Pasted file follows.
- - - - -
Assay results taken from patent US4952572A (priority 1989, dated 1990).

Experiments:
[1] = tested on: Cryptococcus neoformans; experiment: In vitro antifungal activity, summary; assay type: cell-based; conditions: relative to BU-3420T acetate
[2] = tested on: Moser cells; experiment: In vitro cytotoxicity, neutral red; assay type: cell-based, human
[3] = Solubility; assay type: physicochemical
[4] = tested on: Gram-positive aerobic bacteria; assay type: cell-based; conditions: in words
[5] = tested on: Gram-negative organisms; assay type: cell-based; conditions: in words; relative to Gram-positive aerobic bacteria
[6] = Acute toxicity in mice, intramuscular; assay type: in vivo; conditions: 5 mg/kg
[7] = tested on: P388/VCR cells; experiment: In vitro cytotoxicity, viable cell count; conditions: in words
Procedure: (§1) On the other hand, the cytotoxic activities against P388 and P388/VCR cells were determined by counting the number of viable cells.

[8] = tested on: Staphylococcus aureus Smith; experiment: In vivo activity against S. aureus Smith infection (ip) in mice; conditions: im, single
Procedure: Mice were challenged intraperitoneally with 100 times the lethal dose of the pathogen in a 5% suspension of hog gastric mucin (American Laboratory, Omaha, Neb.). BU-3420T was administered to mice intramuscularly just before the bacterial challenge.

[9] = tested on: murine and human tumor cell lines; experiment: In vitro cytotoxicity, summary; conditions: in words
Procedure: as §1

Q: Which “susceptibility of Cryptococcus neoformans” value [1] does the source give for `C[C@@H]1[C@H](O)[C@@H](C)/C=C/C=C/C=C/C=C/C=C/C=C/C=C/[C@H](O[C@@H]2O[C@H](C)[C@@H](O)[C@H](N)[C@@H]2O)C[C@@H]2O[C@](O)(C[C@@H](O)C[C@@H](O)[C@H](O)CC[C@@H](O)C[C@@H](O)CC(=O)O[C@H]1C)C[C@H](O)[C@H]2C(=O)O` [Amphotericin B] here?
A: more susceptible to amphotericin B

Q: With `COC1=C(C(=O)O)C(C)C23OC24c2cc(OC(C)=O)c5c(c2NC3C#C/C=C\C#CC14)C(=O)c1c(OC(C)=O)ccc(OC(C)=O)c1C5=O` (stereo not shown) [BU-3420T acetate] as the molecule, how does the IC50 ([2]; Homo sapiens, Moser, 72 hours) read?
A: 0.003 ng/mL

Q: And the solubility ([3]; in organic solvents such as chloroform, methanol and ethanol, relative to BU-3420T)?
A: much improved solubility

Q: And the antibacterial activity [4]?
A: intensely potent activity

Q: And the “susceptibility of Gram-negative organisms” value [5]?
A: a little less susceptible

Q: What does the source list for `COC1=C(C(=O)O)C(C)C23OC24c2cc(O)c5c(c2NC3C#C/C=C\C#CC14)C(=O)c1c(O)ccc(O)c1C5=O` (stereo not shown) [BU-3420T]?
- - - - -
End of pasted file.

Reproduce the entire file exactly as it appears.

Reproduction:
Assay results taken from patent US4952572A (priority 1989, dated 1990).

Experiments:
[1] = tested on: Cryptococcus neoformans; experiment: In vitro antifungal activity, summary; assay type: cell-based; conditions: relative to BU-3420T acetate
[2] = tested on: Moser cells; experiment: In vitro cytotoxicity, neutral red; assay type: cell-based, human
[3] = Solubility; assay type: physicochemical
[4] = tested on: Gram-positive aerobic bacteria; assay type: cell-based; conditions: in words
[5] = tested on: Gram-negative organisms; assay type: cell-based; conditions: in words; relative to Gram-positive aerobic bacteria
[6] = Acute toxicity in mice, intramuscular; assay type: in vivo; conditions: 5 mg/kg
[7] = tested on: P388/VCR cells; experiment: In vitro cytotoxicity, viable cell count; conditions: in words
Procedure: (§1) On the other hand, the cytotoxic activities against P388 and P388/VCR cells were determined by counting the number of viable cells.

[8] = tested on: Staphylococcus aureus Smith; experiment: In vivo activity against S. aureus Smith infection (ip) in mice; conditions: im, single
Procedure: Mice were challenged intraperitoneally with 100 times the lethal dose of the pathogen in a 5% suspension of hog gastric mucin (American Laboratory, Omaha, Neb.). BU-3420T was administered to mice intramuscularly just before the bacterial challenge.

[9] = tested on: murine and human tumor cell lines; experiment: In vitro cytotoxicity, summary; conditions: in words
Procedure: as §1

Q: Which “susceptibility of Cryptococcus neoformans” value [1] does the source give for `C[C@@H]1[C@H](O)[C@@H](C)/C=C/C=C/C=C/C=C/C=C/C=C/C=C/[C@H](O[C@@H]2O[C@H](C)[C@@H](O)[C@H](N)[C@@H]2O)C[C@@H]2O[C@](O)(C[C@@H](O)C[C@@H](O)[C@H](O)CC[C@@H](O)C[C@@H](O)CC(=O)O[C@H]1C)C[C@H](O)[C@H]2C(=O)O` [Amphotericin B] here?
A: more susceptible to amphotericin B

Q: With `COC1=C(C(=O)O)C(C)C23OC24c2cc(OC(C)=O)c5c(c2NC3C#C/C=C\C#CC14)C(=O)c1c(OC(C)=O)ccc(OC(C)=O)c1C5=O` (stereo not shown) [BU-3420T acetate] as the molecule, how does the IC50 ([2]; Homo sapiens, Moser, 72 hours) read?
A: 0.003 ng/mL

Q: And the solubility ([3]; in organic solvents such as chloroform, methanol and ethanol, relative to BU-3420T)?
A: much improved solubility

Q: And the antibacterial activity [4]?
A: intensely potent activity

Q: And the “susceptibility of Gram-negative organisms” value [5]?
A: a little less susceptible

Q: What does the source list for `COC1=C(C(=O)O)C(C)C23OC24c2cc(O)c5c(c2NC3C#C/C=C\C#CC14)C(=O)c1c(O)ccc(O)c1C5=O` (stereo not shown) [BU-3420T]?